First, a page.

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Title: Smoking patterns by occupation and duration of employment.
Authors: Levin LI,  Silverman DT,  Hartge P,  Fears TR,  Hoover RN
Journal: Am J Ind Med
Date: 1990
Branches: EBP
PubMed ID: 2343876
PMC ID: not available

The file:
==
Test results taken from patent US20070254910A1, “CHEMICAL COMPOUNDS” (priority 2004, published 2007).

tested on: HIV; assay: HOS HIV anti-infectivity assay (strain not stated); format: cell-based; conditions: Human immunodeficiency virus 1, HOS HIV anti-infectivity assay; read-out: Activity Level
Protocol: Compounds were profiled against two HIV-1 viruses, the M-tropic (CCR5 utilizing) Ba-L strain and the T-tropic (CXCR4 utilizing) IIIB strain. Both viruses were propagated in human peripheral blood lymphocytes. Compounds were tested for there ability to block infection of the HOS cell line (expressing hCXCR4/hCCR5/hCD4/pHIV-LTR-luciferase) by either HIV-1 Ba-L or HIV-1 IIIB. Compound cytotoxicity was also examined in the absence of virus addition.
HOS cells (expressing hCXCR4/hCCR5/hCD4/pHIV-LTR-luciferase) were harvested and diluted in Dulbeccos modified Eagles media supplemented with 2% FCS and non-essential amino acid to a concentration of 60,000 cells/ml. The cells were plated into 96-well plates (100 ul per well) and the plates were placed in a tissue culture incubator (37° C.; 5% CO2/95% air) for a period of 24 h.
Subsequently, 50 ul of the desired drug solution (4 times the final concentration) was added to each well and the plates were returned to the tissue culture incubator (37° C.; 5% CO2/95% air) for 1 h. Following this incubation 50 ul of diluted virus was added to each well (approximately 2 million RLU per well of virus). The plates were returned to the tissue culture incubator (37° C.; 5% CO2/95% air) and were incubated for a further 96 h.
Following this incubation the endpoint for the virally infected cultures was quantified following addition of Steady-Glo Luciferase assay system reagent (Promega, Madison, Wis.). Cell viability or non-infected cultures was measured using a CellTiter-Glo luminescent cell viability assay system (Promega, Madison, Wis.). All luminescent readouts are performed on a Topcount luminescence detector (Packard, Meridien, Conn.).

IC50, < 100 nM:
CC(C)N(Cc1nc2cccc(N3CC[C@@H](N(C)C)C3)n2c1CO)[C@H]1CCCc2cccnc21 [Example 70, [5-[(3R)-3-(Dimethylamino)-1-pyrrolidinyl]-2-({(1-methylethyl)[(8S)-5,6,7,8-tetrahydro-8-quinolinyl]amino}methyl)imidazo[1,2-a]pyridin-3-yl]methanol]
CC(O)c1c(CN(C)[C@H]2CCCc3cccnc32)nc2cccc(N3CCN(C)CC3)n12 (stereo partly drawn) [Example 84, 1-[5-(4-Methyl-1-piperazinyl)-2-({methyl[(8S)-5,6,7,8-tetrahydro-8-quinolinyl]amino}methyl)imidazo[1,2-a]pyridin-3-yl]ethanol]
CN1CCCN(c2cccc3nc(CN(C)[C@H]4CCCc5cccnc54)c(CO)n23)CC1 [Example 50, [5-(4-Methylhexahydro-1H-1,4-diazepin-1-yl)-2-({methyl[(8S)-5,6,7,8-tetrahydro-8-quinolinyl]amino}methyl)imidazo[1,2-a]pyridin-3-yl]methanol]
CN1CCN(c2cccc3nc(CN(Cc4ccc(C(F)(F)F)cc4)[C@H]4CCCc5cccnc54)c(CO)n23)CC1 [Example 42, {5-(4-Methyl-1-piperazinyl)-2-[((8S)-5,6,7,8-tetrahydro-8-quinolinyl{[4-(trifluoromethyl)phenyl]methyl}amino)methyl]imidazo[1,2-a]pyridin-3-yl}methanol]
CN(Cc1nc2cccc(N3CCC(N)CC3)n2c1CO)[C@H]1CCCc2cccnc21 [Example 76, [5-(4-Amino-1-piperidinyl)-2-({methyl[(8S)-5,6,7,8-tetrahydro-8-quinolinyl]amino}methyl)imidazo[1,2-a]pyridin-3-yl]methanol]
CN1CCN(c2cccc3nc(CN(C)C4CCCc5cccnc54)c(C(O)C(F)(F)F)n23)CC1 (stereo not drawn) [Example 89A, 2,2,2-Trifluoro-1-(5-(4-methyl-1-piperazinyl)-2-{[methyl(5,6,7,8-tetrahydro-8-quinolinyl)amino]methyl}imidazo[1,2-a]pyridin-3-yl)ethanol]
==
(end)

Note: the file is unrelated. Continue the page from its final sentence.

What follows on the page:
Abstract: Lifetime patterns of smoking and occupation based on personal interviews were examined among 3,627 white men and 1,200 white women who were randomly selected from ten areas in the United States during the period 1977-1978. These individuals participated in the control series of the National Bladder Cancer Study. We estimated, based on Axelson's method, the extent to which smoking habits for given occupational groups would confound the estimated relative risk for lung cancer for 62 occupations among men and 18 occupations among women. Among men, confounding by smoking resulted in a 30% or greater increased risk of lung cancer in only three occupational groups--namely, stationary engineers and power station operators (relative risk (RR) = 1.6), printers (RR = 1.3), and fishermen and sailors (RR = 1.3). A decrease in lung cancer risk of 0.8 or less due to smoking habits was observed among the clergy (RR = 0.5) and chemical workers (RR = 0.7). Among women, a 30% increase or greater in the risk of lung cancer based on smoking habits alone was found for food service workers (RR = 1.5), building managers and administrators (RR = 1.3), telephone and telegraph operators (RR = 1.3), and operatives (RR = 1.3). A risk ratio of 0.8 or less was observed for those women employed as farmers (RR = 0.5) and teachers (RR = 0.8). Smoking habits by duration of employment were also examined for 38 occupations among men. The largest increase in the risk of lung cancer based on the smoking habits among long-term workers was only 1.3 and was observed for those men employed 20 or more years as painters and as electricians. These findings suggest that the smoking patterns, in only a few occupational groups that we evaluated, confound estimates of the relative risk by more than 30%, and for most occupational groups under investigation in this study, confounding by smoking alone did not produce trends in relative risks by duration of employment.